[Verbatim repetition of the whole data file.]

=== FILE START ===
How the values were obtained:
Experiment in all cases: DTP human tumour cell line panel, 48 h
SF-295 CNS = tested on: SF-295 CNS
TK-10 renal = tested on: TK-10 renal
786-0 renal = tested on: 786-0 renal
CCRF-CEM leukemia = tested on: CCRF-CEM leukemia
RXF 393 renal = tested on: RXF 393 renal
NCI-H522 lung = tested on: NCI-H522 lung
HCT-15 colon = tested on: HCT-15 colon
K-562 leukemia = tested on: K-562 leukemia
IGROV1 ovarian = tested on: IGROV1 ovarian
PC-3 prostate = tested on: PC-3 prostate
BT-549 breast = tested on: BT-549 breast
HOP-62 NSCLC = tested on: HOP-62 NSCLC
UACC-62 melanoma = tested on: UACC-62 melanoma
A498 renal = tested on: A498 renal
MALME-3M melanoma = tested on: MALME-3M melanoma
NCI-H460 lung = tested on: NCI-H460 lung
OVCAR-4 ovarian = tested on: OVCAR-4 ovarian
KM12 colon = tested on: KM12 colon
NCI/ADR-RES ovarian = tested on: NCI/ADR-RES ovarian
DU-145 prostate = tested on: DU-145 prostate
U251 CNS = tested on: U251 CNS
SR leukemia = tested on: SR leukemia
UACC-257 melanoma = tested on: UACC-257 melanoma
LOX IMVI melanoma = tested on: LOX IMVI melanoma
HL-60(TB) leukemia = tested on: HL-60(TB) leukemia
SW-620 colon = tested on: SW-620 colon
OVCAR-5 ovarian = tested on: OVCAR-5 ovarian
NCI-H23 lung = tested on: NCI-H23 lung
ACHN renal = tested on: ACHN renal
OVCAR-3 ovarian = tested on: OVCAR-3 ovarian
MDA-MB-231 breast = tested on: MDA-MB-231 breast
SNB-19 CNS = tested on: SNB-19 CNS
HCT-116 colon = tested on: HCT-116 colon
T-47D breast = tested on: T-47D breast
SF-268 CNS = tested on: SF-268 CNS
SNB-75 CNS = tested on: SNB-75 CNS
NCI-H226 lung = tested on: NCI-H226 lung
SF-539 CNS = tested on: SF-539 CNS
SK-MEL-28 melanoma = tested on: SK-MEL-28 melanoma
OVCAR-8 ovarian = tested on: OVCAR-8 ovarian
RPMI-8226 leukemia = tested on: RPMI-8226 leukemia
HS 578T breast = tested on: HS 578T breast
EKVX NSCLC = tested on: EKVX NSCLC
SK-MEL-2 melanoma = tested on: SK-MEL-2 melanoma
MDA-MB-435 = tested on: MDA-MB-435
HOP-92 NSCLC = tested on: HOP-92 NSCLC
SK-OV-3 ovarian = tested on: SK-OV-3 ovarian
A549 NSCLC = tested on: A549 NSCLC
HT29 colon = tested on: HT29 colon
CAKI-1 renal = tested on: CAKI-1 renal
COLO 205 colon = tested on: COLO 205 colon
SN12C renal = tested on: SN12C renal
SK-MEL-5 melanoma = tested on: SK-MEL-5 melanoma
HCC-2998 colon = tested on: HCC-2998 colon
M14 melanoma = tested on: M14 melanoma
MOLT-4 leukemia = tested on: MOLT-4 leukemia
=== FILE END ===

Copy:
How the values were obtained:
Experiment in all cases: DTP human tumour cell line panel, 48 h
SF-295 CNS = tested on: SF-295 CNS
TK-10 renal = tested on: TK-10 renal
786-0 renal = tested on: 786-0 renal
CCRF-CEM leukemia = tested on: CCRF-CEM leukemia
RXF 393 renal = tested on: RXF 393 renal
NCI-H522 lung = tested on: NCI-H522 lung
HCT-15 colon = tested on: HCT-15 colon
K-562 leukemia = tested on: K-562 leukemia
IGROV1 ovarian = tested on: IGROV1 ovarian
PC-3 prostate = tested on: PC-3 prostate
BT-549 breast = tested on: BT-549 breast
HOP-62 NSCLC = tested on: HOP-62 NSCLC
UACC-62 melanoma = tested on: UACC-62 melanoma
A498 renal = tested on: A498 renal
MALME-3M melanoma = tested on: MALME-3M melanoma
NCI-H460 lung = tested on: NCI-H460 lung
OVCAR-4 ovarian = tested on: OVCAR-4 ovarian
KM12 colon = tested on: KM12 colon
NCI/ADR-RES ovarian = tested on: NCI/ADR-RES ovarian
DU-145 prostate = tested on: DU-145 prostate
U251 CNS = tested on: U251 CNS
SR leukemia = tested on: SR leukemia
UACC-257 melanoma = tested on: UACC-257 melanoma
LOX IMVI melanoma = tested on: LOX IMVI melanoma
HL-60(TB) leukemia = tested on: HL-60(TB) leukemia
SW-620 colon = tested on: SW-620 colon
OVCAR-5 ovarian = tested on: OVCAR-5 ovarian
NCI-H23 lung = tested on: NCI-H23 lung
ACHN renal = tested on: ACHN renal
OVCAR-3 ovarian = tested on: OVCAR-3 ovarian
MDA-MB-231 breast = tested on: MDA-MB-231 breast
SNB-19 CNS = tested on: SNB-19 CNS
HCT-116 colon = tested on: HCT-116 colon
T-47D breast = tested on: T-47D breast
SF-268 CNS = tested on: SF-268 CNS
SNB-75 CNS = tested on: SNB-75 CNS
NCI-H226 lung = tested on: NCI-H226 lung
SF-539 CNS = tested on: SF-539 CNS
SK-MEL-28 melanoma = tested on: SK-MEL-28 melanoma
OVCAR-8 ovarian = tested on: OVCAR-8 ovarian
RPMI-8226 leukemia = tested on: RPMI-8226 leukemia
HS 578T breast = tested on: HS 578T breast
EKVX NSCLC = tested on: EKVX NSCLC
SK-MEL-2 melanoma = tested on: SK-MEL-2 melanoma
MDA-MB-435 = tested on: MDA-MB-435
HOP-92 NSCLC = tested on: HOP-92 NSCLC
SK-OV-3 ovarian = tested on: SK-OV-3 ovarian
A549 NSCLC = tested on: A549 NSCLC
HT29 colon = tested on: HT29 colon
CAKI-1 renal = tested on: CAKI-1 renal
COLO 205 colon = tested on: COLO 205 colon
SN12C renal = tested on: SN12C renal
SK-MEL-5 melanoma = tested on: SK-MEL-5 melanoma
HCC-2998 colon = tested on: HCC-2998 colon
M14 melanoma = tested on: M14 melanoma
MOLT-4 leukemia = tested on: MOLT-4 leukemia